Michael also has an interest in the theology of G. F. Handel, and his significant place in the Deist Controversy of the 18th Century. Creative artists, composers, and writers play a bigger role in the shaping of intellectual culture than professional theologians and philosophers have tended to recognize. He wants to explore this further, and see if there are ways in which Wycliffe Hall can support and promote creative artists as part of the vision to be a center for the intellectual renewal of the Church, and, through the Church, of Society.

Michael

Michael Lloyd is the Principal of Wycliffe Hall at the University of Oxford in England.

To learn more about Michael Lloyd, click HERE.

The Lanier Theological Library

On this edition of “Exegetically Speaking,” Mark Lanier, lawyer and founder of the Lanier Theological Library, describes the history and mission of the library he and his wife, Becky, started in 2010.  It is an amazing resource tucked away in northwest Houston.  Take a look at their website: https://www.laniertheologicallibrary.org/  Four to five times a year they host lectures featuring top scholars in Scripture, archaeology, and theology.  There is a great library of past lectures available featuring scholars such as N. T. Wright, Lynn Cohick, Larry Hurtado, Richard Bauckham, Andrew MacIntosh, John Piper, just to mention a few.  Listen.  All it takes is seven minutes!Mark and Becky Lanier

 

 

 

Here is the URL:

http://exegeticallyspeaking.libsyn.com/the-lanier-theological-library

or click here.

Biblical Wisdom: Ancient and Relevant

Not long ago I was invited to moderate a panel discussion at the Lanier Theological Library featuring three top Hebrew Bible specialists: Dr. Tremper Longman (Westmont College), Dr. Lawson Younger (Trinity Evangelical Divinity School) and Dr. James Hoffmeier (Trinity Evangelical Divinity School).  The topic of the symposium was Biblical Wisdom, inspired by Tremper Longman’s new book (The Fear of the Lord is Wisdom, [Baker Academic]).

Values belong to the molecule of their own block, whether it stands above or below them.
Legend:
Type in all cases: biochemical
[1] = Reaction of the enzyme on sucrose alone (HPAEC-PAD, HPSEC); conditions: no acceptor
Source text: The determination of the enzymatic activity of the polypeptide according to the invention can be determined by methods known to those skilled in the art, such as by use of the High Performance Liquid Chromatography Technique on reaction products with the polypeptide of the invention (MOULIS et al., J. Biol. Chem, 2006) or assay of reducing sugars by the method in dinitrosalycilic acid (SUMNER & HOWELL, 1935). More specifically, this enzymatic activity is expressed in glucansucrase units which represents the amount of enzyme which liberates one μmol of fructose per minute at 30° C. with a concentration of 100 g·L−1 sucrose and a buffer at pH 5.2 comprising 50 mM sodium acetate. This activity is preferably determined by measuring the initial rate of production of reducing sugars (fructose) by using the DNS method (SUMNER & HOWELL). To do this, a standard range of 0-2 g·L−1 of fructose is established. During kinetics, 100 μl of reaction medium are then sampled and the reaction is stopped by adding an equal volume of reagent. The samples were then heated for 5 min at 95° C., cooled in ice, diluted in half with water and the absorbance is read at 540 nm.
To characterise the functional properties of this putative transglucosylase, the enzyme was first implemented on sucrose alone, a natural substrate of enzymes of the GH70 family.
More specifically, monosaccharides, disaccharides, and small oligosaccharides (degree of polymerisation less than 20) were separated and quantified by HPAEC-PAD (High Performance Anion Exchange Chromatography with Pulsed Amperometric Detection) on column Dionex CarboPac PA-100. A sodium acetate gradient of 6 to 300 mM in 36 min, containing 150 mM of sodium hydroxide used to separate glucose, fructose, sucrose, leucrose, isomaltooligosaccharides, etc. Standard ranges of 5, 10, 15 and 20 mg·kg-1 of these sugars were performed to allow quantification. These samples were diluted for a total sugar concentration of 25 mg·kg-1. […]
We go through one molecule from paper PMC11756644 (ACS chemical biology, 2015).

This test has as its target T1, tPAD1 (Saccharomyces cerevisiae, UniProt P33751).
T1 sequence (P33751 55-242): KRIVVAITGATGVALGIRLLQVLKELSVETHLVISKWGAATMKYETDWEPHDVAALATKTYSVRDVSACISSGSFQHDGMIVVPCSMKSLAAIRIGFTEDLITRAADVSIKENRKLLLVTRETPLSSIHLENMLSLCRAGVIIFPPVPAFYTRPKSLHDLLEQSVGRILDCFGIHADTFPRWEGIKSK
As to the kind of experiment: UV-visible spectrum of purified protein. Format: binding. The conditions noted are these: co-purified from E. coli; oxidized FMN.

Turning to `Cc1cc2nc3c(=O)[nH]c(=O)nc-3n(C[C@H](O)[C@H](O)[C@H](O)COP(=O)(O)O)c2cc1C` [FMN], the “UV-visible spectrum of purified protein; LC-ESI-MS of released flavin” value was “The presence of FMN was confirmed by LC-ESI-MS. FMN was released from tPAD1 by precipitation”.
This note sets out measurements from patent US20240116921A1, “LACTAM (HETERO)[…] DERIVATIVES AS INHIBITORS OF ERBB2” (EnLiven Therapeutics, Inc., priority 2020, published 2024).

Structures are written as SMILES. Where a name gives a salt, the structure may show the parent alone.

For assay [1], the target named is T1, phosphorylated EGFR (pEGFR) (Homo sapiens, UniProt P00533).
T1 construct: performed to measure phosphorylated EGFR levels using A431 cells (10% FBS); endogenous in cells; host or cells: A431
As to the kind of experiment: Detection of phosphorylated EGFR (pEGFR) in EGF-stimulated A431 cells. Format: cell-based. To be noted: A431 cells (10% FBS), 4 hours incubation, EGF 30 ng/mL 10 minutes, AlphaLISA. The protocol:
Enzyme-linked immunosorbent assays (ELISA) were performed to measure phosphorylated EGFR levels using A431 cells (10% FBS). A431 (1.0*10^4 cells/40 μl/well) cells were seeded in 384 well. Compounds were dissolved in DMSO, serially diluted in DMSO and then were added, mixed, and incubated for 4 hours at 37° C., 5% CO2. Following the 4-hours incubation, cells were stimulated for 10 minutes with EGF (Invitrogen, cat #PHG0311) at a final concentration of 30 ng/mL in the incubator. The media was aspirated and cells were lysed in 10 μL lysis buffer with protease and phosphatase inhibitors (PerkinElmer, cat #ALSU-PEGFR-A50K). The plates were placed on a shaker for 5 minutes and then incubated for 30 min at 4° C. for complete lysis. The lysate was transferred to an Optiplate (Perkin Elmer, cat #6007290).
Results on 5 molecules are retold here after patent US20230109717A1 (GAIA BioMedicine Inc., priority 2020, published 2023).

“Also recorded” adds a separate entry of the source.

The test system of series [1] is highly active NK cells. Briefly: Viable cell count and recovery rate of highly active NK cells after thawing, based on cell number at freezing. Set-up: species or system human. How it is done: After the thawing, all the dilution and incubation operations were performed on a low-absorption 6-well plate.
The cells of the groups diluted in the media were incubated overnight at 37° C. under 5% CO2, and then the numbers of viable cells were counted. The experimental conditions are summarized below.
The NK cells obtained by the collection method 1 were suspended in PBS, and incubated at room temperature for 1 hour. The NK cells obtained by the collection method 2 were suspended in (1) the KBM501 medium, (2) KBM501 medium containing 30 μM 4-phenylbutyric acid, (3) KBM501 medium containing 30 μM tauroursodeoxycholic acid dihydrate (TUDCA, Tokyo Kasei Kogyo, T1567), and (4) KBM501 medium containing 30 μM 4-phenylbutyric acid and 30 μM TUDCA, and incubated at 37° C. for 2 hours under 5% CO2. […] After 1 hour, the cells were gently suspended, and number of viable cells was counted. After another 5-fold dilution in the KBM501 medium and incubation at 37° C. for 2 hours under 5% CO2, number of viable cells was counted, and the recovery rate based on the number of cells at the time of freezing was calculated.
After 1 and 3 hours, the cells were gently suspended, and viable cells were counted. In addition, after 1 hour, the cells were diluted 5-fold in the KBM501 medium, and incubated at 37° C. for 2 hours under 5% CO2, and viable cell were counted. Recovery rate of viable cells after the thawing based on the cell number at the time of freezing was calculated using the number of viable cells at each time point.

Mark Lanier, who normally moderates these panel discussions, was out of town and not able to join us.  So I was grateful for the opportunity to work with the panel of experts that day.

Here is a link to the conversation. It was a good introduction to the wisdom tradition in the Old and New Testaments.  Few traditions bring together both Old and New Testaments in a more elegant and personal way.

A “Forged” Gospel and Substitutionary Atonement

I had the privilege on May 6, 2016 of moderating a panel discussion at the Lanier Theological Library.  Mark Lanier, owner and namesake of the library, was out in California and made a surprise appearance at the end.  I guess the winds were in his favor.

The topics were diverse: The Gospel of Jesus’ Wife and the notion of substitutionary atonement in Paul.  Those two topics were related only in that our special guest, Simon Gathercole, had written on them recently.  We rounded up some usual and unusual suspects for the afternoon’s discussion. Here are the key contributors:

David Capes (Moderator – Dean, Professor of New Testament, Houston Graduate School of Theology, Houston, TX)
Graham Cole (Dean, Professor of Biblical and Systematic Theology, Trinity Evangelical Divinity School, Deerfield, IL)
Craig Evans (Dean, School of Christian Thought, John Bisagno Distinguished Professor of Christian Origins, Houston Baptist University, Houston, TX)
Simon Gathercole (New Testament Scholar/Teacher, University of Cambridge, England)
David Moessner (Professor, A. A. Bradford Chair of Religion, Texas Christian University, Fort Worth, TX)

The video lasts for 90 minutes but contains a lot of great information on topics related to the New Testament.  I’m grateful to Charles Mickey and Brent Johnson for their help that day.  Mark Lanier took a big chance getting a non-lawyer to moderate, but I hope he wasn’t too disappointed.  I thought it was a good discussion.

 

Here is a link to the discussion:

http://www.laniertheologicallibrary.org/seminar-videos-2/